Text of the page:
From Brighton Beach with Love

So it’s finally warming up in NYC, which means the city is a ball of fire.

What NYC feels like right now

What NYC feels like right now

So I decided to see what the East Coast offers in beaches. Disclaimer: I am from the West Coast, Southern California to get a little more specific; therefore, I am picky about my beaches, sun, and fun soooo I chose Brighton Beach. Here’s why: I wanted to reunite with my favorite group of ethnic whites. In my undergraduate career I learned about Russia and Russians by learning their history, culture, and language intensively at Duke. I took a break the last few semesters from Russian language courses so I decided to visit Brighton, the closest I was going to get to Saint Petersburg.

It was a pretty appropriate week to participate in culture exchange. This week we tackled culture production, cultural approriation, and assimilation. We read the timeless bell hooks and a Fader Magazine article both about the exploitation of the “other”, the alternative culture (usually African American or black culture) in the United States being used for cultural production by usually the more powerful group (more often than not whites). Ultimately cultural production from borrowing from a disadvantaged group by a group in a position of power or majority. This erases the meaning, culture, and history of what was taken, see box braids on Kylie Jenner or Bo Derek back in the day in cornrows.

Bo Derek in cornrows in the 1970's....noooot okay then and not okay now

Bo Derek in cornrows in the 1970’s….noooot okay then and not okay now

But back to the Russians in Brighton Beach. Russians are historically considered “ethnic” whites, a group that includes Italian Americans and Jewish Americans (at one point in history this included Irish Americans); therefore, historically they have been a disadvantaged group in immigration to the United States, employment, language, etc. But I am a mixed raced young immigrant woman, how could i take from a white culture at all considering I am the “other”? I didn’t want to take anything that wasn’t mine or appreciate culture on a surface level but I wanted to enjoy the beach.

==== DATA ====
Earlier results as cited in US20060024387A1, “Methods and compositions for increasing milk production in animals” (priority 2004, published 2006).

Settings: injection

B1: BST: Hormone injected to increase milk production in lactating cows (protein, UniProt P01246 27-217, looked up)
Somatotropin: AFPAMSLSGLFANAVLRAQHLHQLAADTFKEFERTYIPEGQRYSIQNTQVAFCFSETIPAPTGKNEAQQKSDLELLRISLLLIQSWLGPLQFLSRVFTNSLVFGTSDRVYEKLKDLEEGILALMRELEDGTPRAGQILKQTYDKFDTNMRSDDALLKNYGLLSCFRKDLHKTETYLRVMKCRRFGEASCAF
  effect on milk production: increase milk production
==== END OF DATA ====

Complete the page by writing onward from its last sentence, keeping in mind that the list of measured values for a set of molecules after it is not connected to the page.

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The first step in cultural exchanges is denaturalizing misconceptions about the culture you’re exchanging with. The second step in recognizing you are a visitor to another culture, not a voyeur or a tourist. The third and last step is paying respect the culture, ie not imposing your cultural norms onto theirs.

Well I knew I could not go in  ooo-ing and aww-ing at the Cyrillic storefronts or take the clothing they wore (even the speedos) as unusual or think that the water they were drinking was vodka. Tanning on the beach amongst the Russian and Ukrainian speakers, I was going to bask in their culture as well as the sun. As I ate the Russian dumplings at a restaurant where no one spoke English I indulged in boiled cabbage and thanked my waitress in Russian. I interacted with other beach goers: shout out to the old Russian man who complimented my tattoos in broken English. I spoke Russian when I could manage and broke back to English when I couldn’t.

What people probably thought Brighton Beach was like

What people probably thought Brighton Beach was like

Overall I got a nice tan, ate boiled food, and practiced my Russian. Culture exchange? CHECK

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